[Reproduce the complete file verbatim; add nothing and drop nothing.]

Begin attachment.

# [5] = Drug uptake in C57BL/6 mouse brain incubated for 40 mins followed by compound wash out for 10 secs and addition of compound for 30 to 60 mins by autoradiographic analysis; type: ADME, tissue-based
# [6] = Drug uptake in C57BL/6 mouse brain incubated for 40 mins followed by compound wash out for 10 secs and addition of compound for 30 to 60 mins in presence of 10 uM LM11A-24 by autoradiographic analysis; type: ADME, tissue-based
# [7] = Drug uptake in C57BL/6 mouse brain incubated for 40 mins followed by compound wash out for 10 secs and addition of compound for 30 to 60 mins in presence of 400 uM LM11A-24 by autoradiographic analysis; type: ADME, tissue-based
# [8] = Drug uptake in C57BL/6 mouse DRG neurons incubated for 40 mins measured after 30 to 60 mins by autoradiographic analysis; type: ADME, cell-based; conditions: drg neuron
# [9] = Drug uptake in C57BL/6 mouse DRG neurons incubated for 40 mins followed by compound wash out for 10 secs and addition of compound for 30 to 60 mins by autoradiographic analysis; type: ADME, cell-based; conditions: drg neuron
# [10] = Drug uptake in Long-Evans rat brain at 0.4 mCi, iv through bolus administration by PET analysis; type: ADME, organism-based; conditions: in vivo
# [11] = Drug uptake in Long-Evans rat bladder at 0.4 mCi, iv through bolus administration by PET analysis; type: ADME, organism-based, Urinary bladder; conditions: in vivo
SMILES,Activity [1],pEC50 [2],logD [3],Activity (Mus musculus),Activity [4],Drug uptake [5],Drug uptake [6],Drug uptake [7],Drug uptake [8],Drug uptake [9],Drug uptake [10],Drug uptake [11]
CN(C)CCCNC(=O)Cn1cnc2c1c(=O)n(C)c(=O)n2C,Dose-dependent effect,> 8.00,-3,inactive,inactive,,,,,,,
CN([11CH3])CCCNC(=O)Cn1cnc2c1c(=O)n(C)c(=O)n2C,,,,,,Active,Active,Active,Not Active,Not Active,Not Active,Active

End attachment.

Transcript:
# [5] = Drug uptake in C57BL/6 mouse brain incubated for 40 mins followed by compound wash out for 10 secs and addition of compound for 30 to 60 mins by autoradiographic analysis; type: ADME, tissue-based
# [6] = Drug uptake in C57BL/6 mouse brain incubated for 40 mins followed by compound wash out for 10 secs and addition of compound for 30 to 60 mins in presence of 10 uM LM11A-24 by autoradiographic analysis; type: ADME, tissue-based
# [7] = Drug uptake in C57BL/6 mouse brain incubated for 40 mins followed by compound wash out for 10 secs and addition of compound for 30 to 60 mins in presence of 400 uM LM11A-24 by autoradiographic analysis; type: ADME, tissue-based
# [8] = Drug uptake in C57BL/6 mouse DRG neurons incubated for 40 mins measured after 30 to 60 mins by autoradiographic analysis; type: ADME, cell-based; conditions: drg neuron
# [9] = Drug uptake in C57BL/6 mouse DRG neurons incubated for 40 mins followed by compound wash out for 10 secs and addition of compound for 30 to 60 mins by autoradiographic analysis; type: ADME, cell-based; conditions: drg neuron
# [10] = Drug uptake in Long-Evans rat brain at 0.4 mCi, iv through bolus administration by PET analysis; type: ADME, organism-based; conditions: in vivo
# [11] = Drug uptake in Long-Evans rat bladder at 0.4 mCi, iv through bolus administration by PET analysis; type: ADME, organism-based, Urinary bladder; conditions: in vivo
SMILES,Activity [1],pEC50 [2],logD [3],Activity (Mus musculus),Activity [4],Drug uptake [5],Drug uptake [6],Drug uptake [7],Drug uptake [8],Drug uptake [9],Drug uptake [10],Drug uptake [11]
CN(C)CCCNC(=O)Cn1cnc2c1c(=O)n(C)c(=O)n2C,Dose-dependent effect,> 8.00,-3,inactive,inactive,,,,,,,
CN([11CH3])CCCNC(=O)Cn1cnc2c1c(=O)n(C)c(=O)n2C,,,,,,Active,Active,Active,Not Active,Not Active,Not Active,Active